Native Grasses: Their Potential Use in Revegetation of Disturbed Sites in the Wet-Dry Tropics
Organization: The Australasian Institute of Mining and Metallurgy
Jan 1, 1994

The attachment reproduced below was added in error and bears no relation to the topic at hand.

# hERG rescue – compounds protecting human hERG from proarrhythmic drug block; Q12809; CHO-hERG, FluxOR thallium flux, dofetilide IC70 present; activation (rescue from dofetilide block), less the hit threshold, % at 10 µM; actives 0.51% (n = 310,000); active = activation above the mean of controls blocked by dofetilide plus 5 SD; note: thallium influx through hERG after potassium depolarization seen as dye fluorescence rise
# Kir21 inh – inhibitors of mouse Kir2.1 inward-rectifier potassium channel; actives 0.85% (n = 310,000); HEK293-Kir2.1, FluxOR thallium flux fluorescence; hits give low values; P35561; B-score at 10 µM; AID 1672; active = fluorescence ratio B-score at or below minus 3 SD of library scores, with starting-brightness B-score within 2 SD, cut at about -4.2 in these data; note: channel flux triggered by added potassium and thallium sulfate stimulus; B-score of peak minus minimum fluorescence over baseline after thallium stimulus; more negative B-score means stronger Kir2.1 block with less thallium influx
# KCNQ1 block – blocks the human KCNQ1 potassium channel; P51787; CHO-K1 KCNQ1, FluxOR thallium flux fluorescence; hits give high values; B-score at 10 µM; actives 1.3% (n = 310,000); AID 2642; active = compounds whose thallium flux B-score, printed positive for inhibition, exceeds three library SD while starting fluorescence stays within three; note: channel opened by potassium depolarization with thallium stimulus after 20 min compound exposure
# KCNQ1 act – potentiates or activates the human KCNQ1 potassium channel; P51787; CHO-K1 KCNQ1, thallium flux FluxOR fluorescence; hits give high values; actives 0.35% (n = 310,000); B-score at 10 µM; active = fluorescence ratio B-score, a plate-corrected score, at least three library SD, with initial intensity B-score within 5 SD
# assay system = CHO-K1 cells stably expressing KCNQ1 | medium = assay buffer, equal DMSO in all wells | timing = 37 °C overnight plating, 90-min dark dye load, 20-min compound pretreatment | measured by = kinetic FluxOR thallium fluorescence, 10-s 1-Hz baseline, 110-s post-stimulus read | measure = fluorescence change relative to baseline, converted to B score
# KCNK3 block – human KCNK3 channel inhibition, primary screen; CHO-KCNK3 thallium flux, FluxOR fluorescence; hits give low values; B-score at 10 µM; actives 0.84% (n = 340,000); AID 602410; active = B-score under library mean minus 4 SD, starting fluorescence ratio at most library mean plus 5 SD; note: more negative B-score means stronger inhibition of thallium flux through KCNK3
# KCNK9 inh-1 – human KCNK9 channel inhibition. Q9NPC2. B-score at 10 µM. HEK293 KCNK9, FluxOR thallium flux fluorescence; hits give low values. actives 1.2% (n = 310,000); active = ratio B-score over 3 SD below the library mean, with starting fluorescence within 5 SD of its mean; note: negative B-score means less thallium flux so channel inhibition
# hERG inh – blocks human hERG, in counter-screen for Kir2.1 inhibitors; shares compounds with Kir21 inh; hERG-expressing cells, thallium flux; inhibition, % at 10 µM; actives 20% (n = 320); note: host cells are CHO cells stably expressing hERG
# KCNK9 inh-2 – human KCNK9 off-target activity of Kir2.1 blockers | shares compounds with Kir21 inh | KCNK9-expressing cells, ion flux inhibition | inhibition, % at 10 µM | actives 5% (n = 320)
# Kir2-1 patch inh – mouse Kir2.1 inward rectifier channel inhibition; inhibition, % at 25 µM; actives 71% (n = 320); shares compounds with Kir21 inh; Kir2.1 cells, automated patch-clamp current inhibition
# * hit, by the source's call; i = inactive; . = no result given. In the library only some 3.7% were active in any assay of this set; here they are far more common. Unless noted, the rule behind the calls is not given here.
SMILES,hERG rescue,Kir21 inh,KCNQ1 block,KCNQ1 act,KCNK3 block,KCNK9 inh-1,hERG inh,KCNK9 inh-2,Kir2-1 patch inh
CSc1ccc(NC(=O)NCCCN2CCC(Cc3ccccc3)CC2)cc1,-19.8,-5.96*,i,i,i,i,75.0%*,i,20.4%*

In mine site revegetation, exotic grasses are more commonly used than native grasses. This is due to unavailability of native grass seed on a commerical scale and lack of information on agronomical aspects of native grasses. This paper lists a number of native grass species that have the potential to grow well on mine sites, and provides some information on their seed collection, processing and germination. Further, it demonstrates via results of a field trial conducted at Ranger Mine spoil the relative performance of ten native grasses and Rhodes grass. It is concluded that (i) some native grasses have similar ability to grow on mine spoils compared to Rhodes grass and (ii) the use of native grasses have added advantages in ecosystem restoration.